That was in 1936, and there were only four Lykovs then—Karp his wife, Akulina a son named Savin, 9 years old, and Natalia, a daughter who was only 2. Taking their possessions and some seeds, they had retreated ever deeper into the taiga, building themselves a succession of crude dwelling places, until at last they had fetched up in this desolate spot. Two more children had been born in the wild—Dmitry in 1940 and Agafia in 1943—and neither of the youngest Lykov children had ever seen a human being who was not a member of their family. All that Agafia and Dmitry knew of the outside world they learned entirely from their parents’ stories. The family’s principal entertainment, the Russian journalist Vasily Peskov noted, “was for everyone to recount their dreams.”

The Lykov children knew there were places called cities where humans lived crammed together in tall buildings. They had heard there were countries other than Russia. But such concepts were no more than abstractions to them. Their only reading matter was prayer books and an ancient family Bible. Akulina had used the gospels to teach her children to read and write, using sharpened birch sticks dipped into honeysuckle juice as pen and ink. When Agafia was shown a picture of a horse, she recognized it from her mother’s Bible stories. “Look, papa,” she exclaimed. “A steed!”

But if the family’s isolation was hard to grasp, the unmitigated harshness of their lives was not. Traveling to the Lykov homestead on foot was astonishingly arduous, even with the help of a boat along the Abakan. On his first visit to the Lykovs, Peskov—who would appoint himself the family’s chief chronicler—noted that “we traversed 250 kilometres without seeing a single human dwelling!”

Isolation made survival in the wilderness close to impossible. Dependent solely on their own resources, the Lykovs struggled to replace the few things they had brought into the taiga with them. They fashioned birch-bark galoshes in place of shoes. Clothes were patched and repatched until they fell apart, then replaced with hemp cloth grown from seed.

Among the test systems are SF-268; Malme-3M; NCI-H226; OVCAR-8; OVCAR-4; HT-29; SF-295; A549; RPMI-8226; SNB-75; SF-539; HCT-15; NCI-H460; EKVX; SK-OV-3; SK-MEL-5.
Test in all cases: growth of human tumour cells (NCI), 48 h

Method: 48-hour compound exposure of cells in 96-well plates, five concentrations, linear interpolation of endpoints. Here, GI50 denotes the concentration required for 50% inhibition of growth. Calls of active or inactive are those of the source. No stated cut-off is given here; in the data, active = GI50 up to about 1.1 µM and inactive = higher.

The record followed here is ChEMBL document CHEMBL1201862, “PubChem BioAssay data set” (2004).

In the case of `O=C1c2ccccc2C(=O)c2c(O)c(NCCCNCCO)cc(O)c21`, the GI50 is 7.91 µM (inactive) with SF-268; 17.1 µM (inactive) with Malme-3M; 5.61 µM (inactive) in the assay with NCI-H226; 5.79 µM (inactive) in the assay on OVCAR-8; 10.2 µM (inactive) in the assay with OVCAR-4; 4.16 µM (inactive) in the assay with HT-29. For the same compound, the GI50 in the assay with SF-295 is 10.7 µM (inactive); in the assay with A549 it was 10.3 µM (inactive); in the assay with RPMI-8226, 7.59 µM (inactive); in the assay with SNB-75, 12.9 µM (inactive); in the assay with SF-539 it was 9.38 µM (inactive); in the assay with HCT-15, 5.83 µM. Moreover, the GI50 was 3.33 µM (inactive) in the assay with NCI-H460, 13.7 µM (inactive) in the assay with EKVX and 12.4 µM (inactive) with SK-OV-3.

The Lykovs had carried a crude spinning wheel and, incredibly, the components of a loom into the taiga with them—moving these from place to place as they gradually went further into the wilderness must have required many long and arduous journeys—but they had no technology for replacing metal. A couple of kettles served them well for many years, but when rust finally overcame them, the only replacements they could fashion came from birch bark. Since these could not be placed in a fire, it became far harder to cook. By the time the Lykovs were discovered, their staple diet was potato patties mixed with ground rye and hemp seeds.

In some respects, Peskov makes clear, the taiga did offer some abundance: “Beside the dwelling ran a clear, cold stream. Stands of larch, spruce, pine and birch yielded all that anyone could take.… Bilberries and raspberries were close to hand, firewood as well, and pine nuts fell right on the roof.”

Yet the Lykovs lived permanently on the edge of famine. It was not until the late 1950s, when Dmitry reached manhood, that they first trapped animals for their meat and skins. Lacking guns and even bows, they could hunt only by digging traps or pursuing prey across the mountains until the animals collapsed from exhaustion. Dmitry built up astonishing endurance, and could hunt barefoot in winter, sometimes returning to the hut after several days, having slept in the open in 40 degrees of frost, a young elk across his shoulders. More often than not, though, there was no meat, and their diet gradually became more monotonous. Wild animals destroyed their crop of carrots, and Agafia recalled the late 1950s as “the hungry years.” “We ate the rowanberry leaf,” she said,